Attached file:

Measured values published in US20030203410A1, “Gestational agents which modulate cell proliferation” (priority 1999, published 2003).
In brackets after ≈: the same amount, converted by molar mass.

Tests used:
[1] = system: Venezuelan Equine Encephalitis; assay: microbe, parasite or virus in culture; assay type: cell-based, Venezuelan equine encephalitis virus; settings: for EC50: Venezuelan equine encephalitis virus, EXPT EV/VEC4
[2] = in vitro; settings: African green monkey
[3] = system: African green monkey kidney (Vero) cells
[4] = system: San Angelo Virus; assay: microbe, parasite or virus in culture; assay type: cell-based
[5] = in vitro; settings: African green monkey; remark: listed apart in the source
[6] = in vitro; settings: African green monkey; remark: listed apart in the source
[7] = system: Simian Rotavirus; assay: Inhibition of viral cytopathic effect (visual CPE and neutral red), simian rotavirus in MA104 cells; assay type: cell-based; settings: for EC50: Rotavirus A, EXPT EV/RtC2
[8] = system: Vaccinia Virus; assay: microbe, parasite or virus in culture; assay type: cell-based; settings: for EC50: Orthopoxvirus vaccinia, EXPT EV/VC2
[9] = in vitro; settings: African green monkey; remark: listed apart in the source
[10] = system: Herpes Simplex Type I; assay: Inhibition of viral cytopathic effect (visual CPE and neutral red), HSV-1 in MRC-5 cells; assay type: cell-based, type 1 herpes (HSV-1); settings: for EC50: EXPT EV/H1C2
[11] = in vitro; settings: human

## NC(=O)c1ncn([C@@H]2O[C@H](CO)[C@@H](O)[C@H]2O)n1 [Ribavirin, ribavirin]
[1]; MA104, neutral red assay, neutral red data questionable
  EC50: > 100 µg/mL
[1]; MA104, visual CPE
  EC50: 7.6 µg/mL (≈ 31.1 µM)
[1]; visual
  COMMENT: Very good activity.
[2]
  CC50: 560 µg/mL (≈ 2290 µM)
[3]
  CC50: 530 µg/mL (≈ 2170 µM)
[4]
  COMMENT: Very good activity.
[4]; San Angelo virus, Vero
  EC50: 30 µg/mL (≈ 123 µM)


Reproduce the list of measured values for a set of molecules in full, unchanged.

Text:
Measured values published in US20030203410A1, “Gestational agents which modulate cell proliferation” (priority 1999, published 2003).
In brackets after ≈: the same amount, converted by molar mass.

Tests used:
[1] = system: Venezuelan Equine Encephalitis; assay: microbe, parasite or virus in culture; assay type: cell-based, Venezuelan equine encephalitis virus; settings: for EC50: Venezuelan equine encephalitis virus, EXPT EV/VEC4
[2] = in vitro; settings: African green monkey
[3] = system: African green monkey kidney (Vero) cells
[4] = system: San Angelo Virus; assay: microbe, parasite or virus in culture; assay type: cell-based
[5] = in vitro; settings: African green monkey; remark: listed apart in the source
[6] = in vitro; settings: African green monkey; remark: listed apart in the source
[7] = system: Simian Rotavirus; assay: Inhibition of viral cytopathic effect (visual CPE and neutral red), simian rotavirus in MA104 cells; assay type: cell-based; settings: for EC50: Rotavirus A, EXPT EV/RtC2
[8] = system: Vaccinia Virus; assay: microbe, parasite or virus in culture; assay type: cell-based; settings: for EC50: Orthopoxvirus vaccinia, EXPT EV/VC2
[9] = in vitro; settings: African green monkey; remark: listed apart in the source
[10] = system: Herpes Simplex Type I; assay: Inhibition of viral cytopathic effect (visual CPE and neutral red), HSV-1 in MRC-5 cells; assay type: cell-based, type 1 herpes (HSV-1); settings: for EC50: EXPT EV/H1C2
[11] = in vitro; settings: human

## NC(=O)c1ncn([C@@H]2O[C@H](CO)[C@@H](O)[C@H]2O)n1 [Ribavirin, ribavirin]
[1]; MA104, neutral red assay, neutral red data questionable
  EC50: > 100 µg/mL
[1]; MA104, visual CPE
  EC50: 7.6 µg/mL (≈ 31.1 µM)
[1]; visual
  COMMENT: Very good activity.
[2]
  CC50: 560 µg/mL (≈ 2290 µM)
[3]
  CC50: 530 µg/mL (≈ 2170 µM)
[4]
  COMMENT: Very good activity.
[4]; San Angelo virus, Vero
  EC50: 30 µg/mL (≈ 123 µM)